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October 16, 2017

Nearly 20 states file suit to force Trump to reinstate CSR payments

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    Nearly 20 attorneys general on Friday announced a multistate lawsuit challenging the Trump administration's decision to halt the Affordable Care Act's cost-sharing reduction payments to insurers.

    About CSR payments

    Under the ACA, insurers receive cost-sharing subsidies to help them provide discounts on out-of-pocket costs to individuals with silver-level exchange plans whose annual household incomes are between 100 percent and 250 percent of the federal poverty level (FPL).According to ABC News, the cost-sharing subsidies, which were expected to total $7 billion this year, help reduce out-of-pocket costs for more than 6 million exchange enrollees.

    President Trump last week decided to suspend the CSR payments, arguing that although the ACA envisioned the payments, Congress had never explicitly authorized funding for them. Several industry experts and insurers have warned that ending the payments could cause premiums to spike, particularly for those whose annual incomes are above 400 percent FPL and are not eligible for federal subsidies to help make coverage more affordable.

    Lawsuit details

    The lawsuit was filed in Friday in federal court in California by AGs from California, Delaware, Illinois, Iowa, Kentucky, Maryland, Massachusetts, Minnesota, New Mexico, New York, North Carolina, Oregon, Pennsylvania, Rhode Island, Vermont, Virginia, Washington, and the District of Columbia.

    New York AG Eric Schneiderman (D) said, "We will be in court to defend these subsidies and fight this decision with everything we've got." He added that the lawsuit is based on the claim that the ACA "is the law of the land," and that the insurer payments are "a critical part of the ACA."

    California AG Xavier Becerra in a statement said, "Taking these legally required subsidies away from working families' health plans and forcing them to choose between paying rent or their medical bills is completely reckless," adding, "This is sabotage, plain and simple. I and many of my attorney general colleagues will fight vigorously to ensure Californians and all Americans as taxpayers receive the healthcare the law provides."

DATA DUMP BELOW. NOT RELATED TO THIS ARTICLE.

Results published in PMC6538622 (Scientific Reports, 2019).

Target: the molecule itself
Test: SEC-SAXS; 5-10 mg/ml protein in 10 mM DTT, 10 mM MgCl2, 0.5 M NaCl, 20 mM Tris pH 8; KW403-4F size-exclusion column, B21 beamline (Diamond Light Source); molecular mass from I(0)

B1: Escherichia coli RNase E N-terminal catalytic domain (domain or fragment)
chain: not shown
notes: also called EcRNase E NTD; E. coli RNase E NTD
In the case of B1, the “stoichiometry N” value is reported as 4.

Industry stakeholders, experts comment on the CSR payments

    Several stakeholder groups raised concerns about the Trump administration's decision to halt the payments, MedPage Today reports.

    American Medical Association President David Barbe called on Congress "to accelerate its efforts to reinstate these payments before further damage is done." He said, "This most recent action by the Administration creates still more uncertainty in the ACA marketplace just as the abbreviated open enrollment period is about to begin, further undermining the law and threatening access to meaningful health insurance coverage for millions of Americans. Our patients will ultimately pay the price."

    America's Essential Hospitals President and CEO Bruce Siegel also raised concerns, saying, "This decision could leave many individuals and families with no options at all for affordable coverage."

    America's Health Insurance Plans and Blue Cross Blue Shield Association in a joint statement said, "We need constructive solutions that increase consumer choice, lower consumer costs, and stabilize local markets. Terminating this critical program will do just the opposite."

    However, some industry experts said the Trump administration made the right move legally, MedPage Today reports.

    Doug Holtz-Eakin, president of the conservative American Action Forum, referring Trump said, "I honestly believe he had to do this." Holtz-Eakin said he expected the initial effect of the move to be "relatively small" as many insurers had already raised premium prices to account for the possibility that the CSR payments would be discontinued.

    Jane Orient, executive director of the Association of American Physicians and Surgeons, also called the administration's decision a win for "the rule of law." Orient said, "The administration can't just spend money willy-nilly that Congress has not appropriated" (Mulvihill/Kennedy, AP/ABC News, 10/13; Vartorella, Becker's Hospital Review, 10/13; Mangan, CNBC, 10/13; Firth, MedPage Today, 10/13).

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